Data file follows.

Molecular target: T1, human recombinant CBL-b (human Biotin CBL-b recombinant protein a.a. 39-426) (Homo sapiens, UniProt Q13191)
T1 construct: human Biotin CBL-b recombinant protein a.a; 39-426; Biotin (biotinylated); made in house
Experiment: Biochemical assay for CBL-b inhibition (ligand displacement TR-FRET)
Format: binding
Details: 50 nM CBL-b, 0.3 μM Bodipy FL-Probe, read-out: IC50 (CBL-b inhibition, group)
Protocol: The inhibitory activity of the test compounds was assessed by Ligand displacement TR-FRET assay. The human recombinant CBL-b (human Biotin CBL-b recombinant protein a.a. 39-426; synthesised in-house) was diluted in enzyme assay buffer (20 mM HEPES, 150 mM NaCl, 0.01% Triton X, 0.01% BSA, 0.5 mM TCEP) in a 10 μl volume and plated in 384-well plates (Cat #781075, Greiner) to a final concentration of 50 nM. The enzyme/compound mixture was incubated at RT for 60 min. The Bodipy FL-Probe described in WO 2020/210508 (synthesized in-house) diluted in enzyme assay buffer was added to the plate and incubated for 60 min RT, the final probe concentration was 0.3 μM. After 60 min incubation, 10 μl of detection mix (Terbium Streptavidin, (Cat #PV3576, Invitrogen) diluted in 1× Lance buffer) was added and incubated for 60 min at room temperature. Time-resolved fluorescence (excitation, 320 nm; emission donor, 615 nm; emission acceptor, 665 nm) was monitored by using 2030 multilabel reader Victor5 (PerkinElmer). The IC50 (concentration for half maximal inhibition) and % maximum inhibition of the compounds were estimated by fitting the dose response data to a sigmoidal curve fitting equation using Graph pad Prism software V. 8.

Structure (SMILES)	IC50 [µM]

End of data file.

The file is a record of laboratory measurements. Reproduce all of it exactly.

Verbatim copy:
Molecular target: T1, human recombinant CBL-b (human Biotin CBL-b recombinant protein a.a. 39-426) (Homo sapiens, UniProt Q13191)
T1 construct: human Biotin CBL-b recombinant protein a.a; 39-426; Biotin (biotinylated); made in house
Experiment: Biochemical assay for CBL-b inhibition (ligand displacement TR-FRET)
Format: binding
Details: 50 nM CBL-b, 0.3 μM Bodipy FL-Probe, read-out: IC50 (CBL-b inhibition, group)
Protocol: The inhibitory activity of the test compounds was assessed by Ligand displacement TR-FRET assay. The human recombinant CBL-b (human Biotin CBL-b recombinant protein a.a. 39-426; synthesised in-house) was diluted in enzyme assay buffer (20 mM HEPES, 150 mM NaCl, 0.01% Triton X, 0.01% BSA, 0.5 mM TCEP) in a 10 μl volume and plated in 384-well plates (Cat #781075, Greiner) to a final concentration of 50 nM. The enzyme/compound mixture was incubated at RT for 60 min. The Bodipy FL-Probe described in WO 2020/210508 (synthesized in-house) diluted in enzyme assay buffer was added to the plate and incubated for 60 min RT, the final probe concentration was 0.3 μM. After 60 min incubation, 10 μl of detection mix (Terbium Streptavidin, (Cat #PV3576, Invitrogen) diluted in 1× Lance buffer) was added and incubated for 60 min at room temperature. Time-resolved fluorescence (excitation, 320 nm; emission donor, 615 nm; emission acceptor, 665 nm) was monitored by using 2030 multilabel reader Victor5 (PerkinElmer). The IC50 (concentration for half maximal inhibition) and % maximum inhibition of the compounds were estimated by fitting the dose response data to a sigmoidal curve fitting equation using Graph pad Prism software V. 8.

Structure (SMILES)	IC50 [µM]